Danish firm Lumo Arkitekter recently completed a charming project involving the installation of 50 wooden shelters in 19 coastal beauty spots throughout Denmark's South Fyn Archipelago. Though very basic, the shelters offer hikers, campers, divers and surfers a temporary refuge from the elements.
The Shelters by the Sea project brings to mind Norway's Nomadic Shelter, and was carried out in collaboration with the Danish Nature Agency. It's intended to promote outdoor activities in the South Fyn municipalities of Langeland, Ærø, Svendborg, and Faaborg-Midtfyn, and is inspired by traditional shelters used by Danish fishermen to store their catch.
They were designed in five different shelter styles and range in size, up to a maximum floorspace of 25 sq m (269 sq ft), and a maximum height of 4.68 m (15.35 ft).
Monkfish comprises three floors and features an integrated bird watching platform, while Garfish serves as both an overnight shelter for up to seven people and a picnic space for visiting schoolchildren. Lumpfish sleeps up to five people and boasts its own sauna, while Flounder is a simple two-person shelter. Finally, the Eelpout is used as an outdoor toilet.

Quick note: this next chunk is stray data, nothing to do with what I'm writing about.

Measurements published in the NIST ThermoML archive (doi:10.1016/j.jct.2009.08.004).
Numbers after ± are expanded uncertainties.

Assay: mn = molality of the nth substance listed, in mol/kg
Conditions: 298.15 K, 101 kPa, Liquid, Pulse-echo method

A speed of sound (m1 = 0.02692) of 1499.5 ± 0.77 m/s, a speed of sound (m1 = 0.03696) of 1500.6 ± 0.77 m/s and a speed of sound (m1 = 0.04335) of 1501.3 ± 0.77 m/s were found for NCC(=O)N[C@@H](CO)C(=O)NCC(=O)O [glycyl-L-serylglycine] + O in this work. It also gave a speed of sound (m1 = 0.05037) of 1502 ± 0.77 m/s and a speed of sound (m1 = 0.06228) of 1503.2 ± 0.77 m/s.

Each of the asymmetrical shelters sports small porthole-like lookouts and is raised a little off the ground on stilts. Access comes via simple doors and hatches. The interior decor is simple and clean, and dominated by unvarnished wood, while the exterior is clad in wood shingles treated in black tar oil, presumably to protect the structures against the tough northern coastal climate.